Australian government awards Serco $9.9m contract to help non-citizens return home | Australia news
The contract was awarded in October and published in December after an open tender process. It runs for two years, at a cost of about $415,000 a month.
The existing voluntary assisted returns program had been designed and run by the UN’s International Organisation for Migration (IOM) “to help eligible migrants make informed and voluntary choices about returning to their country of origin” since about 2010.
The IOM told Guardian Australia its operations had not changed since Serco began offering a service, describing it as a “parallel provider”, but did not respond when asked if it had bid for the $9.9m contract.
Stakeholders – who would often refer non-citizens to the IOM program – told Guardian Australia they weren’t aware until recently that Serco now ran an assisted returns service.
“Having Serco, an organisation with a disturbing track record who already manage the detention of people seeking protection, also managing their return adds alarming concern to an already concerning area of practice in our immigration system,” Sarah Dale, the principal solicitor at the Refugee Advice and Casework Service, said.
“Having IOM facilitate these returns gave people more confidence that returns were facilitated justly and with dignity, working within the principles of the UN guidelines.”
The IOM service assists and funds migrants’ return to their home countries, and includes people on temporary visas or who were living in Australia without a visa or whose visa was cancelled, or people found not to be refugees in Nauru.
It’s not clear what difference there is between the two services. Serco’s Homeward program does not appear to provide reintegration assistance for people when they get back to their home countries, which is a significant part of IOM’s work, however the tender notice describes the contract as “Return and Reintegration Assistance Program”.
Serco directed questions to the home affairs department and to the Homeward website.
“The Assisted Returns Program provides non-citizens with an option to voluntarily depart Australia,” its website says.
“If you are deemed eligible, expenses related to your approved travel arrangements will be covered under the Assisted Returns Program.”
The Homeward website includes three anonymised “client stories”, including an Iranian man who arrived in Australia by boat in 2013. It said the situation in Iran had since “changed for the better”, including the political environment.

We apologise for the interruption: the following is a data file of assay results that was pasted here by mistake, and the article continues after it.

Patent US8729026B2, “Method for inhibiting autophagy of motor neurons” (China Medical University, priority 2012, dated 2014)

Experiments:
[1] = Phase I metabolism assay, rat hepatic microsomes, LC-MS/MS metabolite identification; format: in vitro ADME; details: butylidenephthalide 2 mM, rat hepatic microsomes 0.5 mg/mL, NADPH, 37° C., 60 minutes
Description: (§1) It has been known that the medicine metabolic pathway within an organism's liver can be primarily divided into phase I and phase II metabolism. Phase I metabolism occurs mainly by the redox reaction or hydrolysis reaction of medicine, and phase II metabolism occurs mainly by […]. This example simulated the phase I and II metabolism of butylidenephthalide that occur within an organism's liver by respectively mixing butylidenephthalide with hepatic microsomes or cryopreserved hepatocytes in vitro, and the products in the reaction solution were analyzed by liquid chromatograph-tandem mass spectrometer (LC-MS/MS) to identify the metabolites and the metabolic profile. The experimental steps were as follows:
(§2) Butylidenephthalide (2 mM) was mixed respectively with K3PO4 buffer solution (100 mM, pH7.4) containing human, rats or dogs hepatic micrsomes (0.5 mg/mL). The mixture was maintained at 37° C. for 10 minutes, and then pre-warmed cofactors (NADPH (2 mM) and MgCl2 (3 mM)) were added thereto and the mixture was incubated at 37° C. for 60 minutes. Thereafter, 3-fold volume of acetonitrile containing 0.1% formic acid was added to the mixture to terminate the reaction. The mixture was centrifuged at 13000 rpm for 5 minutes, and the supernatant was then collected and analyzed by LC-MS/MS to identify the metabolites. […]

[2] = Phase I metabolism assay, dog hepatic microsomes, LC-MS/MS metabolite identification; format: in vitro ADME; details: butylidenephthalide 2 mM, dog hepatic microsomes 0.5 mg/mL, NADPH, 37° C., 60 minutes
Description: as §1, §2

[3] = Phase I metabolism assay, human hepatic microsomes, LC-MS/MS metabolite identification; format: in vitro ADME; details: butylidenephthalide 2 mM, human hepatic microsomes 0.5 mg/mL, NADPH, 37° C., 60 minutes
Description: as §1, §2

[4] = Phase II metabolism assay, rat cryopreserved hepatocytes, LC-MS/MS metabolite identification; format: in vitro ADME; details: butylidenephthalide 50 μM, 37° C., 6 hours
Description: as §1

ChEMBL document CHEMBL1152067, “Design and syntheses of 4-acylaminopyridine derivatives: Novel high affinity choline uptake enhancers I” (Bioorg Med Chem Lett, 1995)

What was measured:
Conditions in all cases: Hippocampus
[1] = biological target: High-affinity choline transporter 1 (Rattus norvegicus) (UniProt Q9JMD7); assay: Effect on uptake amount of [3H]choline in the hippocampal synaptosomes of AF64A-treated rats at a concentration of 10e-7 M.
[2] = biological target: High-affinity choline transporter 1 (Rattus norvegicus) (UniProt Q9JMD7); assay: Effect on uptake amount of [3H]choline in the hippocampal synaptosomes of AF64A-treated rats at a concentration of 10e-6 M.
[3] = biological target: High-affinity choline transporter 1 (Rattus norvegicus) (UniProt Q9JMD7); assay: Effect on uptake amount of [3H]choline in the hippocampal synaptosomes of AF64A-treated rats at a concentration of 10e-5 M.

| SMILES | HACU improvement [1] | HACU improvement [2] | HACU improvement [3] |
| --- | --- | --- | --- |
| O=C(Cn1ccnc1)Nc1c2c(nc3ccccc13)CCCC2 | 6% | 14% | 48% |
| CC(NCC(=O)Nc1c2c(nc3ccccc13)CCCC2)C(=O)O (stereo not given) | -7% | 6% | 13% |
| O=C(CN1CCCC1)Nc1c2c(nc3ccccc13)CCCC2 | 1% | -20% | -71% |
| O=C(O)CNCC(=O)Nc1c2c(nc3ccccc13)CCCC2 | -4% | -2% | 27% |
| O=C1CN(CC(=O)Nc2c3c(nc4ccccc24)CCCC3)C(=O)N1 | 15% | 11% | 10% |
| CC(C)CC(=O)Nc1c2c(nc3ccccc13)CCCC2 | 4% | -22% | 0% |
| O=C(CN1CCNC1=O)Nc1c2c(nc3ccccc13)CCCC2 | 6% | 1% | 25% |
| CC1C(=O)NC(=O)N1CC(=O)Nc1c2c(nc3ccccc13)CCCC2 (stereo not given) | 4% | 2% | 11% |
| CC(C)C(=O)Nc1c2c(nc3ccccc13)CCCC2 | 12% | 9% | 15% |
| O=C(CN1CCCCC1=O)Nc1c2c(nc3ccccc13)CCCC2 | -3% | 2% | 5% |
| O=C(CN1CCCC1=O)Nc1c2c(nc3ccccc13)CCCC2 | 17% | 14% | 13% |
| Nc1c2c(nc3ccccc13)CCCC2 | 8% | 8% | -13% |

“Babak spoke at length with his family and then visited the Department of Home Affairs to work out a way to depart Australia and go home,” it said.
“Upon making his decision, Babak sought pre-return advice and counselling about his options from the Homeward team. Still nervous about his decision, Babak made the step to voluntarily return home and is now working with his brother in Tehran.”
Dale said the system of voluntary returns was in itself questionable.
“At RACS we are often told that people have reached the ‘end of the line’, with the department referring to people as ‘finally determined’, when in fact people still have legal options available to them such as judicial review processes,” she said.
“The alignment of detention and returns creates further concern that people will not have access to the options they should have access to under the law.”
In 2018 the IOM assisted 821 migrants to return home to 70 different countries from Australia, including 194 people to Sri Lanka.
In the preceding five years the IOM has assisted the return of 4,920 people from Australia. Since 2010 it has assisted more than 2,750 boat arrivals to return home.
The 2018 report noted that requests for assistance exceeded the IOM’s available funds, and so in consultation with the Australian department it focused on vulnerable applicants, including victims of human trafficking and related exploitation, single-parent families with young children, and the elderly.
Dhakshayini Sooriyakumaran, the director of human rights at the Australasian Centre for Corporate Responsibility, said Serco’s continued work in a sector associated with human rights abuses, would likely negatively impact its contracts in other areas of social service.
“Serco profits from the provision of social services, such as hospitals, housing, and other essential services throughout Europe, US and Australia. Growing community opposition to immigration-related human rights abuses globally, including detention and deportations, puts Serco at odds with the communities it is tendering to serve,” said Sooriyakumaran.
“In Australia, a number of local councils – at the behest of their communities – have already passed motions stating that they will not contract from companies actively involved in immigration-related human rights abuses.”